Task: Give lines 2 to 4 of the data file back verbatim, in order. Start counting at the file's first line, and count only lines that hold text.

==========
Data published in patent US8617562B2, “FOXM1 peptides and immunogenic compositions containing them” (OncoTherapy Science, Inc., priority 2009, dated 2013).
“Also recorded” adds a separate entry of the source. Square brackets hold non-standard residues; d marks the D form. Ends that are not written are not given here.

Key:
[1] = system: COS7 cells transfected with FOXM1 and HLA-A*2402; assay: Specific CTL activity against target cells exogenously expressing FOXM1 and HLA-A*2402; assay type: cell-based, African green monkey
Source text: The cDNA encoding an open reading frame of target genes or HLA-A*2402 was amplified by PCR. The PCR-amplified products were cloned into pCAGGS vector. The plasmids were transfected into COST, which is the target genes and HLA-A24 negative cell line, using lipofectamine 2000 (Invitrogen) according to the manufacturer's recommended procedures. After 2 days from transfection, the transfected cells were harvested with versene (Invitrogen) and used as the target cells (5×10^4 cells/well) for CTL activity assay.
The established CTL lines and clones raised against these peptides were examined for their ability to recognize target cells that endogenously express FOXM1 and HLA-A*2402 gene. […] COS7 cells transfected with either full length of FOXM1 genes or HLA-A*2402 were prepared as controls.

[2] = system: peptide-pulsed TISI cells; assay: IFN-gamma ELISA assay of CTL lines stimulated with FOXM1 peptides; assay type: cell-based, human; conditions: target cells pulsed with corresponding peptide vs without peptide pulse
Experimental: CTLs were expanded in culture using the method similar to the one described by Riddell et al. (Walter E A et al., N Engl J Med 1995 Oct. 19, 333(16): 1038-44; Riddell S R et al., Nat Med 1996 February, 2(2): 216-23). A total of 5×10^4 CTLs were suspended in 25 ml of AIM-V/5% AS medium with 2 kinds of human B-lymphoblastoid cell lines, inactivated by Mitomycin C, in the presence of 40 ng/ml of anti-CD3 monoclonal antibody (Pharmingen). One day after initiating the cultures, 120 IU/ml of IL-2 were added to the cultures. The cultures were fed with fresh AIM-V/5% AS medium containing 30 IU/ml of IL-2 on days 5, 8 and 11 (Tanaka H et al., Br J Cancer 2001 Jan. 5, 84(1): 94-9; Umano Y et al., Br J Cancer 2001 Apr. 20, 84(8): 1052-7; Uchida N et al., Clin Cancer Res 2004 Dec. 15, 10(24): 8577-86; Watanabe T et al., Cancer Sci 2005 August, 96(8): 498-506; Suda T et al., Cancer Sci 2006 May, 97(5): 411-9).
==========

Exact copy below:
“Also recorded” adds a separate entry of the source. Square brackets hold non-standard residues; d marks the D form. Ends that are not written are not given here.

Key:
[1] = system: COS7 cells transfected with FOXM1 and HLA-A*2402; assay: Specific CTL activity against target cells exogenously expressing FOXM1 and HLA-A*2402; assay type: cell-based, African green monkey